Retrospective case-control studies are a bit more sophisticated. Researchers might select 100 recent heart-attack patients and 100 controls—matched by age, sex, and other variables—and compare their diets. The method is better, but far from perfect. Human recall, already an imperfect measuring system, may be altered by life events: the study subjects may think coffee causes heart attacks, for example, and overestimate their level of consumption.


A young girl tries out KFC's colorfully advertised roast pork burger. The chain has roughly 6,000 Chinese locations today, up from one in 1987.
Photograph by AFP/AFP via Getty Images

But Hu recognized in particular the importance of large longitudinal cohort studies, including the all-female Nurses’ Health Study II and the all-male Health Professionals Follow-Up Study, both led by Walter Willett. Those studies followed, and decades later continue to follow, hundreds of thousands of health professionals. Every two years, researchers ask participants for information about their smoking and physical-activity habits and their overall health. Every four years, an extensive nutritional survey goes out, assessing what types of food and how often and much they eat, per day, on average. Researchers have also collected biospecimens like blood, urine, and toenail clippings—providing data on some dietary factors that are difficult to assess through self-reporting. This type of cohort study enrolls people who have not yet been diagnosed with any chronic disease, and will continue to follow them until they die. (“It’s a morbid business,” Eric Rimm, professor of nutrition, once told The Boston Globe.) Across the decades, researchers have gathered a trove of data about each participant, allowing them to conduct detailed statistical analyses that link diet, lifestyle factors, and risk of chronic disease.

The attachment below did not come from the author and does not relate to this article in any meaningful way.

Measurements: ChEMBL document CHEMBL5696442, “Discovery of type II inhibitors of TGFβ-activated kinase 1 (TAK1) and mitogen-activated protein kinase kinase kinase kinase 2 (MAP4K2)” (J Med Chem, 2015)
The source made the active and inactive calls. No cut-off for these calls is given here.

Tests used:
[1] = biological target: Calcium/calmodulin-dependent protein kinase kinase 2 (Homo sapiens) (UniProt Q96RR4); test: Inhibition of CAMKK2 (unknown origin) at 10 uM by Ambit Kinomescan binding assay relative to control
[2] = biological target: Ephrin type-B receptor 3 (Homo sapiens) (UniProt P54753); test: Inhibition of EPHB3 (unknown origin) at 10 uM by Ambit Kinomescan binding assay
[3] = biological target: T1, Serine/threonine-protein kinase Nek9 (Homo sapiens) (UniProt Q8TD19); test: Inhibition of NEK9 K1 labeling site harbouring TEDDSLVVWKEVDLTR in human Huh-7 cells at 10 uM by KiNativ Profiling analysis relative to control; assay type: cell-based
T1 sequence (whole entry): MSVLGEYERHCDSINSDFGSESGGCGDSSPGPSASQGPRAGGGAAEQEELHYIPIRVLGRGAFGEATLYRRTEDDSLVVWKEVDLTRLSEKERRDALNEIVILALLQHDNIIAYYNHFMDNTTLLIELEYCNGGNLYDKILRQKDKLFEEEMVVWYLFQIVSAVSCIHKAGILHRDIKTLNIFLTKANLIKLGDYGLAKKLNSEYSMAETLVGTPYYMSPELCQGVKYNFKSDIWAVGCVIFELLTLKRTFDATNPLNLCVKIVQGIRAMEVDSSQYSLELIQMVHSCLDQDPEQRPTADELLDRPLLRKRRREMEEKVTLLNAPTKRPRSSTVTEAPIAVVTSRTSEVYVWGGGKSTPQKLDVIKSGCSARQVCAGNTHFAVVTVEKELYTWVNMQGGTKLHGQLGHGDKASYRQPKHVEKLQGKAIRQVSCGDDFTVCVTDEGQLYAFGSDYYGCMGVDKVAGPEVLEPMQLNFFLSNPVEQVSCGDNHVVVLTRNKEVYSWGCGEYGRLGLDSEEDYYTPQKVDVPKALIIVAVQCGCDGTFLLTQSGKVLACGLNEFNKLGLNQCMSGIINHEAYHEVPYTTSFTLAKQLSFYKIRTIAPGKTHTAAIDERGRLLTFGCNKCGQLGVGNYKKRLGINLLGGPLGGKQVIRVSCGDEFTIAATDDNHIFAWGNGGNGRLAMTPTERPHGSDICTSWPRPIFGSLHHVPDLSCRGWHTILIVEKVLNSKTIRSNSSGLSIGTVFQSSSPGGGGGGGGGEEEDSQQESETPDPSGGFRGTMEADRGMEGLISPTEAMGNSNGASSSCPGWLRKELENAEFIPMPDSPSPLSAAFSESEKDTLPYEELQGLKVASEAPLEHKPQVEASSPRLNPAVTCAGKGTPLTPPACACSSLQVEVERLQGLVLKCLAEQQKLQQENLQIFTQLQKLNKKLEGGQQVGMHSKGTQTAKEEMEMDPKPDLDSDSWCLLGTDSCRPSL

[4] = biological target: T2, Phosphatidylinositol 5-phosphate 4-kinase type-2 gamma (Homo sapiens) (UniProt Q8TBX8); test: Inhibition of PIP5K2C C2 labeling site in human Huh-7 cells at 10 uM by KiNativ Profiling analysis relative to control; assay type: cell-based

Through this research and his own, Hu began to connect the dots between changes in diet quality and increasing risk of chronic diseases across the world. He noticed that the effect was especially jarring in countries experiencing rapid economic development. The short-term economic effects of inundating a country with fast food may be positive, but the long-term increase in healthcare costs has not been. “Of course policymakers usually don’t look at long-term outcomes,” Hu says. “They typically focus on what will happen in the next few years. So we have to take a long-term view of nutrition and diet and their consequences on health and society, and on the economy.”

After finishing his Ph.D., Hu applied, and was accepted, for a postdoctoral fellowship under Willett himself. He gained research skills from the most cited nutritionist ever, and admired his adviser’s tenacity. “Walter is a food warrior,” Hu says, pointing to his defense of public-health guidelines against industry influence. (Willett’s steadfast defense of key nutritional findings has sometimes led to spats with those whose work he vehemently disputes.) Hu also saw in his mentor someone who practices what he preaches: Willett has always extolled the virtues of exercise, and at 74, still bikes from his home in Cambridge to work in Longwood.